Is Democracy Compatible with Liberal Markets?
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Published: Fri, 26 Jan 2018
“Is democracy compatible with liberal markets?”
Introduction: This paper seeks to explore if there is a possibility of coexistence between democracy and liberal markets. This paper argues that these two are compatible; the pillar on which this argument is built is that the two concepts are inseparable because they share the common heritage of being able to flourish under conditions of freedom. Because of this, it becomes impossible for any other form of government to fit so neatly with liberal markets as democracy.
The methodologies adapted, the problems encountered in the process, the arguments this thesis question addresses, and the case study proffered to support this thesis question are spelt out in the forthcoming sections.
Summary: The fall of communism in the early 1990’s brought about an economic and political order that replaced the bipolar system. The extent and power of this change has been too dramatic to be described in simple words; the engine that has propelled this change has been democracy, capitalism and with it, liberal markets. While these may not have been the sole factors for the collapse of communism, the world order that came about following this event has certainly been driven wholly by these factors. Despite various arguments against the virtues of capitalism and market-driven economies, it is an ineluctable fact that this is a system that has come to stay. The bedrock on which liberal markets are built is democracy. This is because of the simple fact that communism as well as authoritarianism and liberal markets are as greatly antithetical to each other as is democracy to state-controlled economies. Hence, it follows that if there is an element of compatibility between the present political and economic systems, it has to be between democracy and liberal markets. This is not to suggest that each is an easy, automatic and inevitable part of the other; this position encounters enormous stumbling blocks, as listed in Part III of this paper. This leaves the paper its chief difficulty, that of the quandary over which position to assume, in light of equally strident, contradictory viewpoints about the compatibility of the two. One of the ways by which this paper seeks to extricate itself from the task of examining such broad and seamless concepts is in adapting Giovanni Sartori’s method in his book, The Theory of Democracy Revisited (1987), in which one of the ways by which one can arrive at a definition of democracy is in understanding it for what it is not, as much as for what it is. (Sartori, 1987, pp. 183, 184) To simplify this further, one of the approaches to the thesis question has been that of elimination; what this means is that in seeking to arrive at the essence of the thesis, this paper rules out the compatibility of liberal markets with other forms of governance. To demonstrate this, this paper takes up the case of Argentina’s economic crisis as a case study. In this discussion, this case’s detailed history is not made; rather, the important aspects of political profligacy that led to this crisis is illustrated, to show that long periods of political misrule characterised by an absence of democracy, and not liberal markets in themselves, was the cause of the crisis. It also shows up the example, on the contrary, of India, to show how liberal markets can succeed when introduced into a democratic polity. India, too, undertook several structural reforms of its economy under the IMF, but did not go the Argentine way, mainly because the political system was different.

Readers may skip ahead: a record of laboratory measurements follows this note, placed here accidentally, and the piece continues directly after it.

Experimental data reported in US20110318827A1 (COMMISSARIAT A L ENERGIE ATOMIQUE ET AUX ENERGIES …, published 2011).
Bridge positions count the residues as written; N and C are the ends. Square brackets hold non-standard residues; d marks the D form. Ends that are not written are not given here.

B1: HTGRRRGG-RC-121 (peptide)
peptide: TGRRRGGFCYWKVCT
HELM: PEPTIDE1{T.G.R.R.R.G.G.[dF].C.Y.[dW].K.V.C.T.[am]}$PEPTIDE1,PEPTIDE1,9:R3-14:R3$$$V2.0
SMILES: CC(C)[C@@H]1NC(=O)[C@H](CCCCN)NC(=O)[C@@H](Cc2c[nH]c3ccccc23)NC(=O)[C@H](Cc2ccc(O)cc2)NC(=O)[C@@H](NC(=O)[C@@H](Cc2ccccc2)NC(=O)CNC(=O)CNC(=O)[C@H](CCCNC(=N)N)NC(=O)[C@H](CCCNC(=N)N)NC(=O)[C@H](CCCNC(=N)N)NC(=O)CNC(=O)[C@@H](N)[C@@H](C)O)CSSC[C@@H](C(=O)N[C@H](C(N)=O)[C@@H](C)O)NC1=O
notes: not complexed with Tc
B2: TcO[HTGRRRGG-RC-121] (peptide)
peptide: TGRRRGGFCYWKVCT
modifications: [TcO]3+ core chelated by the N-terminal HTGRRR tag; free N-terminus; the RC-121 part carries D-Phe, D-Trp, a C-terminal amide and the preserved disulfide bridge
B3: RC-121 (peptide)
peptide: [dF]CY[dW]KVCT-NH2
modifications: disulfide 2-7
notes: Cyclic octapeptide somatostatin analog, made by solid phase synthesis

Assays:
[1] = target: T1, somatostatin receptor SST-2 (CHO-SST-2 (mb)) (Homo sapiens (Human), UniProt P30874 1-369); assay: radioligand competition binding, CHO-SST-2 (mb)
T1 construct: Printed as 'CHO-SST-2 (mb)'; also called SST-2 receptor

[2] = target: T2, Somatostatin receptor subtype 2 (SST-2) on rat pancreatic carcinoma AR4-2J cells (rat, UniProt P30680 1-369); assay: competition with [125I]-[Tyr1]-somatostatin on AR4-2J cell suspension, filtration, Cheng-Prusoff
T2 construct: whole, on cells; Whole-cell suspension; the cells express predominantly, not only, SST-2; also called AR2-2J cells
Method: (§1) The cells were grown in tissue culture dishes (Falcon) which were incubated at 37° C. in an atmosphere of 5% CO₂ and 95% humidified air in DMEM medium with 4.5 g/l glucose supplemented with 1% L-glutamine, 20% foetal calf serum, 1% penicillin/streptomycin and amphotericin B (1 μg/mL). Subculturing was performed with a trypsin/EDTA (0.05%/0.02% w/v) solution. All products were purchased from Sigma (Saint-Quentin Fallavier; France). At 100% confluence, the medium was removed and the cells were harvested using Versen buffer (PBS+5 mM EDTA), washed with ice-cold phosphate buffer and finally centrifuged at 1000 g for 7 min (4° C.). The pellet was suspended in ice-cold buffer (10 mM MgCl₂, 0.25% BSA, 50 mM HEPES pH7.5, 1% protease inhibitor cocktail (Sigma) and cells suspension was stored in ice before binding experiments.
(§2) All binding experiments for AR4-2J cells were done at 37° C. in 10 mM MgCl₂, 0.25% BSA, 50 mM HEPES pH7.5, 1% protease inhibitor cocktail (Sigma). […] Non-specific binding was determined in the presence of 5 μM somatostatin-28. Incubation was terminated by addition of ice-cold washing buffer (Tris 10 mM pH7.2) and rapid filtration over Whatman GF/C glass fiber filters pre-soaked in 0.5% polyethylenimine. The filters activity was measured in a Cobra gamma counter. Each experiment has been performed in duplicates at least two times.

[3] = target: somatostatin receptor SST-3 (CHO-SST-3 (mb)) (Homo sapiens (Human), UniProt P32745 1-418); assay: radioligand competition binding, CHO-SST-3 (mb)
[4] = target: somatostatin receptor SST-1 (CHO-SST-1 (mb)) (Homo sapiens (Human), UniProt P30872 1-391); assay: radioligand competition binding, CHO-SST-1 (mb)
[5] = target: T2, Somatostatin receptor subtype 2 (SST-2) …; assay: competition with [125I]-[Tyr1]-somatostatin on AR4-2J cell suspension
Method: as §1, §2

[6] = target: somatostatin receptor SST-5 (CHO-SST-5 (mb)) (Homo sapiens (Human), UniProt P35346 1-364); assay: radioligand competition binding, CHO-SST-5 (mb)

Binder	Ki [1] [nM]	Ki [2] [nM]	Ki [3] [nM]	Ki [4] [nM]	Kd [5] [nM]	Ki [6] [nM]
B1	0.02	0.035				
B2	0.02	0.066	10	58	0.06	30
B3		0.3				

Part III: Limitations of this study: The core predicament of this paper concerns an investigation into the possibility of union between two ideas whose ages are incomparable –the concept, however amorphous, of democracy is as old as the hills, while that of free markets, free trade and liberal markets are only decades old. In the attempted marriage of the two concepts, there is a very great possibility, perhaps even a near certainty, that there are sharply divided opinions. Secondly, as is well-known, there is no fixed, single definition of a democracy. This makes any treatment of this debate highly fluid and volatile. Another factor is that the focus of this paper is on liberal markets. This adds another problematic dimension to this paper, since the debate on the compatibility or lack of it, between liberal, free markets and democracy is charged with a feverish emotiveness and lack of dispassionate reasoning as by the core difference between communism and democracy, a direct hangover of the situation that prevailed during the height of the Cold War. Accentuating this debate was, as logically pointed out by Giovanni Sartori in his book, The Theory of Democracy Revisited (1987) the fact that while communism could be defined by clearly demarcated terms and meanings set out by its prophet, Karl Marx, no such fixed boundaries could be assigned to democracy. In such a scenario, as the author suggests, there is a tendency for what may be called “confused democracy”, while none of these applies to communism. (Sartori, 1987, pp. 3-6) This makes this system’s compatibility, or otherwise, with a sharply and narrowly described term even more difficult to explain. In view of this, it is to be conceded that all understanding and judgment of this paper’s position is highly subjective. Yet, since a position has to be taken, this paper proceeds in the full acceptance of the fact that an equally opposite viewpoint can be conceded.